Britian's Nicole Cooke won the women's road cycling race, held in torrential rain on a course that started in Beijing and ended at the Great Wall. Emma Johansson of Sweden got silver and Tatiana Guderzo of Italy the bronze. Americans finished 25th, 33rd and 52nd.

One rider in the center of the main pack appeared to skid on the wet surface and brought down others around her. All the riders were able to get back on their bikes and continue, but several lost time. South Korea's Gu Sungeon fell into a ditch and was the last to remount.

"We were prepared for heat and humidity," said Amber Neben, the 33rd-place finisher, "and all of a sudden, it's just cold and wet and treacherous."


Thailand's Prapawadee Jaroenrattanatarakoon set an Olympic record — for amount of weight lifted in the women's 117-pound class, not for the number of letters in her name, although that might be up there, too. Her haul was 486.2 pounds. South Korea's Yoon Jinhee finished in second place and Natassia Novikava of Belarus got the bronze.

Melanie Roach set an American record with 424.6 pounds, but it was only good for sixth.

The winner came up with her long name last year, after a fortune teller suggested a name change for better luck. The 21-letter surname, which was only "J" on the scoreboard, means "prosperous." The first name roughly translates to "good girl," said Boosaba Yodbangtoey, the president of the Thai weightlifting federation.

In men's 123-pound division, 17-year-old Long Qingquan of China picked up the gold. Despite his youth, Long was the favorite.


Nobody beats the South Korean in women's archery.

Seriously, it's never happened. The South Koreans won their sixth straight gold medal, every single one since the event's inception in 1988. China got the silver and France took bronze.

"We came to the Olympics with high hopes and expectations," Park Sung-hyun said. "I believe we were able to achieve this medal because of the people around us who helped us."


Reigning Olympic champion Xian Dongmei of China was golden again in the women's 114-pound division, beating An Kum Ae of North Korea.

Japan's Masato Uchishiba won his second straight Olympic gold medal, pinning France's Benjamin Darbelet just seconds into their final match in the men's 145-pound division.


Italy's Matteo Tagliariol topped France's Fabrice Jeannet for gold in a battle of representatives from two of the world's top fencing nations. Spain's Jose Luis Abajo took the bronze.


Sprinter Tyson Gay followed a workout by proclaiming himself "injury-free." He hasn't raced since hurting a hamstring during a 200 heat at Olympic trials in July. His only individual race here is the 100, which begins Aug. 15.

"I think this rest really did me well," he said.


The U.S. team gave up a free kick in the third minute of injury time to settle for a 2-2 tie against the Netherlands. China lost 2-0 to Belgium; the Chinese, who haven't scored in the tournament, must beat leader Brazil in its last group match to have a chance of advancing.

Ronaldinho scored two second-half goals Sunday to lead Brazil into the quarterfinals with a 5-0 rout over New Zealand. Argentina advanced to the quarterfinals with a 1-0 victory over Australia.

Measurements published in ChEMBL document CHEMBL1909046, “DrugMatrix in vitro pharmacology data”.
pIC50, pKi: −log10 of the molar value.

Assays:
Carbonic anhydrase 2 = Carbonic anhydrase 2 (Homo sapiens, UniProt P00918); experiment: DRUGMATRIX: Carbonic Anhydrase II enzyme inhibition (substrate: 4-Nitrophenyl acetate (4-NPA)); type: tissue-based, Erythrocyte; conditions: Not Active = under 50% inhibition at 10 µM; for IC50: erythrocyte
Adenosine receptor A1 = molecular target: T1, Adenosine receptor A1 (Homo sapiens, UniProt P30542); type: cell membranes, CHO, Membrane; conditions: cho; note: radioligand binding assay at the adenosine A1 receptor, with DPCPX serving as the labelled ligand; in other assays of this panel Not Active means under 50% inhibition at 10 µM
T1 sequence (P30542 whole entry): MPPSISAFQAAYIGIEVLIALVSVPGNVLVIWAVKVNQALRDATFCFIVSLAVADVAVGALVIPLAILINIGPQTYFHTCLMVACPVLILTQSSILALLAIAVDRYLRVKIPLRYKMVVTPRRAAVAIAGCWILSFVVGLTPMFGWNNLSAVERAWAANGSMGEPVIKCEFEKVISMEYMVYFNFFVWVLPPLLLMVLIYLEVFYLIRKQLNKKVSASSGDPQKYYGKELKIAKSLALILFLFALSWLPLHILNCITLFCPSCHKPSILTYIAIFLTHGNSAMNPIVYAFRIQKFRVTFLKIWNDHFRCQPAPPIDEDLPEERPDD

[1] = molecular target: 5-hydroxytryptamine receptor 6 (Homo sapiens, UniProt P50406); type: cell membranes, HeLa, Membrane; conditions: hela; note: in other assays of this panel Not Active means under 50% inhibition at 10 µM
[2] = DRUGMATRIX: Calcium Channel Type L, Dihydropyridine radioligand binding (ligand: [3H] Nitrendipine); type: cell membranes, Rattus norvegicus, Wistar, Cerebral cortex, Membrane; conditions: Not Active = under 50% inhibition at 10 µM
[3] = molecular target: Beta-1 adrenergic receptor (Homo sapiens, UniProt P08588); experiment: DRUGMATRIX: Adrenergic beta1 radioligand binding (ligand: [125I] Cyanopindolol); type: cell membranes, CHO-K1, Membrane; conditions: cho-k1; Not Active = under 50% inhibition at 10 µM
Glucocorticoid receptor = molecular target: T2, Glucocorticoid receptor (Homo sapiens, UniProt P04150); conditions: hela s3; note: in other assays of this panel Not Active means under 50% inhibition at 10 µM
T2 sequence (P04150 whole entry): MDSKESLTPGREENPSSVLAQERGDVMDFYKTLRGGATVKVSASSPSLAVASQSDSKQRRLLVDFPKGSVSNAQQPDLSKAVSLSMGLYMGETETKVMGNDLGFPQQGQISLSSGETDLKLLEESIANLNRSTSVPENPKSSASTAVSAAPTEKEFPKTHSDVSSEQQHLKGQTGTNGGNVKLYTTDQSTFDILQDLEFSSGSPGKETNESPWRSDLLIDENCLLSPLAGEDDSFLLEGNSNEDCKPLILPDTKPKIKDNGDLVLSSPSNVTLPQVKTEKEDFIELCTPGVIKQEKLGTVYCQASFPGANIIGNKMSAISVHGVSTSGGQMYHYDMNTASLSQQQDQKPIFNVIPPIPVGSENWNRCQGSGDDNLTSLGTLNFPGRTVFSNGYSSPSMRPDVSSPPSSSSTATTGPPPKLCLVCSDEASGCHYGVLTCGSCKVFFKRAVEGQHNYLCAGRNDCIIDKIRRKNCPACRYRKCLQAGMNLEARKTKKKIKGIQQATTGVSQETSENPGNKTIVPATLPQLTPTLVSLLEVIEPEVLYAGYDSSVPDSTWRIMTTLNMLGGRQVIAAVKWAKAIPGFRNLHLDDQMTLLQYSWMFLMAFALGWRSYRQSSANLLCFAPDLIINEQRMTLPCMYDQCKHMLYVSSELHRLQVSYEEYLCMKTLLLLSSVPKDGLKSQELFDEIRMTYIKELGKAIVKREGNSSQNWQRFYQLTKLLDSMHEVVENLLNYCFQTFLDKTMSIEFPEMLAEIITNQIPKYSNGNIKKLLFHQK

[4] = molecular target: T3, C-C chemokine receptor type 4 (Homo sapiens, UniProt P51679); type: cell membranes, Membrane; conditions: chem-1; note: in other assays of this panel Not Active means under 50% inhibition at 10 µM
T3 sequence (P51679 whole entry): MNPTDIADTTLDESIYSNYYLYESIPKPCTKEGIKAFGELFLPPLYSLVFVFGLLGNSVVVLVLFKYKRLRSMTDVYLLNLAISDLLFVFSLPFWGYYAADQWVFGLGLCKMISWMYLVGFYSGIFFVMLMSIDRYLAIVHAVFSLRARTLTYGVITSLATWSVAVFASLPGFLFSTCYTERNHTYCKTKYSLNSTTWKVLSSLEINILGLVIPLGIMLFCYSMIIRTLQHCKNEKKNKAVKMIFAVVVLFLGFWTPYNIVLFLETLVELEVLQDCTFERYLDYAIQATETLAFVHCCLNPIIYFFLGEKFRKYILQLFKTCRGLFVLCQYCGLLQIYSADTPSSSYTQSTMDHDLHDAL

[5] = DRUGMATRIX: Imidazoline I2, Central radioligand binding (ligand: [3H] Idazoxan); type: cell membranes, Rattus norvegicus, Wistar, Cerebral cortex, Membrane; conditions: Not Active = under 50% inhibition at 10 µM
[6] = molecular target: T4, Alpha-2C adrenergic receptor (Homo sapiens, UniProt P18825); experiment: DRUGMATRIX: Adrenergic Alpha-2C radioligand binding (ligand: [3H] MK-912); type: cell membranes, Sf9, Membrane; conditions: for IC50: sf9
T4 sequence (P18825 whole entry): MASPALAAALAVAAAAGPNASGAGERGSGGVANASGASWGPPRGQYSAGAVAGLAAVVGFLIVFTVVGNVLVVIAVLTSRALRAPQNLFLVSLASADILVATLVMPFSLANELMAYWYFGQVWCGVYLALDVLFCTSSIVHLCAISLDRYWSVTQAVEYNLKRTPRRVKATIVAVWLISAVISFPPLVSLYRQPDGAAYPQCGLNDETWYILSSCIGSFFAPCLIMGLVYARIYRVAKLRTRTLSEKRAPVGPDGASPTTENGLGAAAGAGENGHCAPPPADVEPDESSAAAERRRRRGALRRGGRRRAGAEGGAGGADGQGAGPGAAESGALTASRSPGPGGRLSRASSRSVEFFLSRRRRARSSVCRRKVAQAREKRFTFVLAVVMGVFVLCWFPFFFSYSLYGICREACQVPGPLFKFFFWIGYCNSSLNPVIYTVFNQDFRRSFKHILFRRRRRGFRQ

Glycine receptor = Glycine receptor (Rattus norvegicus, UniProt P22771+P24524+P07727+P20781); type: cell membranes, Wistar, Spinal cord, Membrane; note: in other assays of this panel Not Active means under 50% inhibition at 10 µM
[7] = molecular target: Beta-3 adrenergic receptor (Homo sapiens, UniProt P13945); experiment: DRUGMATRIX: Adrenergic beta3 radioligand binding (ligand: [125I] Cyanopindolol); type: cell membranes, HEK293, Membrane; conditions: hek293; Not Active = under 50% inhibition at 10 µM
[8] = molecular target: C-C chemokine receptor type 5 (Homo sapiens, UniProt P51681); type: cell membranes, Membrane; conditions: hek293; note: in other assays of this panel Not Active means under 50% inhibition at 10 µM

Ivory Coast beat Serbia 4-2 Sunday to revive its chances of reaching the quarterfinals. Italy secured a spot in the quarterfinals by beating South Korea 3-0.

Victor Obinna scored one goal and set up another to lead Nigeria to a 2-1 victory over Japan. Stephane Mbia scored in the second half to lift Cameroon past Honduras 1-0.

Beach volleyball

The American duo of Kerri Walsh and Misty May-Treanor began their bid for another gold medal with a decisive victory over a Japanese duo. They needed just 36 minutes in an intermittent rain.

"We're in bathing suits," May-Treanor said, adding that the 87 percent humidity was more of a problem. "We're bound to get wet."

During the match, Walsh's wedding ring flew off. It was discovered after about a 20-minute hunt featuring venue workers combing the sand with metal detectors.

"It was pretty much under the net," said Peter Paul Hreszczuk, the FIVB official manning the metal detector. "It's a plain gold band, but obviously very precious."

Men's water polo

The U.S. men beat host China 8-4, giving former Olympian Terry Schroeder a victory in his Olympic coaching debut, albeit over a team that may not win a game.

Hungary's bid for a third consecutive gold medal got off to a shaky start, needing a goal with 32 seconds left to tie Montenegro 10-10. Also, Spain beat Canada 16-6, Australia knocked off Greece 12-8, Serbia upended Germany 11-7 and world No. 1 Croatia — with the entire team sporting mustaches — beat Italy 11-7.

Field hockey

In their first Olympics appearance since 1996, the Americans dug out of a 2-0 hole and tied Argentina, the world


American Zach Railey, ranked only 18th in the world, hauled in first place overall in Finn class, ahead of three-time Olympic medalist Ben Ainslie of Britain.

"I definitely have to say it is an honor to be the lead," Railey said. "But we are just four races into this and it's a long regatta. We're not even halfway."


Three more Chinese crews finished first in their heats, boosting the total to five top spots in the first two days of Olympic competition and increasing the host nation's chances of winning its first rowing gold. Rain postponed the second day of competition right before the two biggest events — the women's eight and the men's eight. They'll be held Monday afternoon.